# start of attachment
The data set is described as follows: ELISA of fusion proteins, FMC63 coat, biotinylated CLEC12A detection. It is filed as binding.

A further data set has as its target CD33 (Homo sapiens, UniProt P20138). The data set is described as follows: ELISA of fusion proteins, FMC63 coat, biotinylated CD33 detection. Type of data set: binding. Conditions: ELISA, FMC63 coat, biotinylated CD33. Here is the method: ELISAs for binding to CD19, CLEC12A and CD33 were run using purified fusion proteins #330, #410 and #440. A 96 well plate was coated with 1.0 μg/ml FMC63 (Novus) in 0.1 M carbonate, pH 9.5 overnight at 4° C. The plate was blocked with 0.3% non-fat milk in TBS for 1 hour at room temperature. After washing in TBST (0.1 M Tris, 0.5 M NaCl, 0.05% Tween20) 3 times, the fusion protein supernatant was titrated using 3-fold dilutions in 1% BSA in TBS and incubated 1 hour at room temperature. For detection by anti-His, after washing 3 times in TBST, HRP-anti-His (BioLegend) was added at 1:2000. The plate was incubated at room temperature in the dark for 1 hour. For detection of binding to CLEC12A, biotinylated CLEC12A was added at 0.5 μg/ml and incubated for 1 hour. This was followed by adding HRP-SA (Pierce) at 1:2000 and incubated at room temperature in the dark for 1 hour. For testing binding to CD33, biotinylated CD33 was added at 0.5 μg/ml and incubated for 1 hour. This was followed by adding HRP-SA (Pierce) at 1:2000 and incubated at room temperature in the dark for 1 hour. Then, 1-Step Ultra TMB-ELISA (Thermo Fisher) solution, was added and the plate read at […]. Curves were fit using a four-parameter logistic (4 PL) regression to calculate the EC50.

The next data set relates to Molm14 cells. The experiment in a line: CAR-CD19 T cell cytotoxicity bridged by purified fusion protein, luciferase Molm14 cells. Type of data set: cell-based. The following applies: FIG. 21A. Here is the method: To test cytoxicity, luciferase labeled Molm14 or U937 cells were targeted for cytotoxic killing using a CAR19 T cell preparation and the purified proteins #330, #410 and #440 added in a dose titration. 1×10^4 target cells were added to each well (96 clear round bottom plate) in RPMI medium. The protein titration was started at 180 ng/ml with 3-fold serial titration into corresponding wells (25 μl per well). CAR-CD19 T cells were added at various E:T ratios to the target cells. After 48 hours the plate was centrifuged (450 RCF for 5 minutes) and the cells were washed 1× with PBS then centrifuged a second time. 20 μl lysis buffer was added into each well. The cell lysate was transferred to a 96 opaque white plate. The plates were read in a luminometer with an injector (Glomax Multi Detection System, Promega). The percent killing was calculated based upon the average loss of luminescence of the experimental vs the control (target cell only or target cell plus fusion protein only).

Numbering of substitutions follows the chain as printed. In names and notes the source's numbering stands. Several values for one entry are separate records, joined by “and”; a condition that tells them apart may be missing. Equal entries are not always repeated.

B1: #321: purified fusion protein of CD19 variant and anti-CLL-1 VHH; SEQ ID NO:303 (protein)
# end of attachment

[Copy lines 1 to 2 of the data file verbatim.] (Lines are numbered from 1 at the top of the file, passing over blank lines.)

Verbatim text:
The data set is described as follows: ELISA of fusion proteins, FMC63 coat, biotinylated CLEC12A detection. It is filed as binding.

A further data set has as its target CD33 (Homo sapiens, UniProt P20138). The data set is described as follows: ELISA of fusion proteins, FMC63 coat, biotinylated CD33 detection. Type of data set: binding. Conditions: ELISA, FMC63 coat, biotinylated CD33. Here is the method: ELISAs for binding to CD19, CLEC12A and CD33 were run using purified fusion proteins #330, #410 and #440. A 96 well plate was coated with 1.0 μg/ml FMC63 (Novus) in 0.1 M carbonate, pH 9.5 overnight at 4° C. The plate was blocked with 0.3% non-fat milk in TBS for 1 hour at room temperature. After washing in TBST (0.1 M Tris, 0.5 M NaCl, 0.05% Tween20) 3 times, the fusion protein supernatant was titrated using 3-fold dilutions in 1% BSA in TBS and incubated 1 hour at room temperature. For detection by anti-His, after washing 3 times in TBST, HRP-anti-His (BioLegend) was added at 1:2000. The plate was incubated at room temperature in the dark for 1 hour. For detection of binding to CLEC12A, biotinylated CLEC12A was added at 0.5 μg/ml and incubated for 1 hour. This was followed by adding HRP-SA (Pierce) at 1:2000 and incubated at room temperature in the dark for 1 hour. For testing binding to CD33, biotinylated CD33 was added at 0.5 μg/ml and incubated for 1 hour. This was followed by adding HRP-SA (Pierce) at 1:2000 and incubated at room temperature in the dark for 1 hour. Then, 1-Step Ultra TMB-ELISA (Thermo Fisher) solution, was added and the plate read at […]. Curves were fit using a four-parameter logistic (4 PL) regression to calculate the EC50.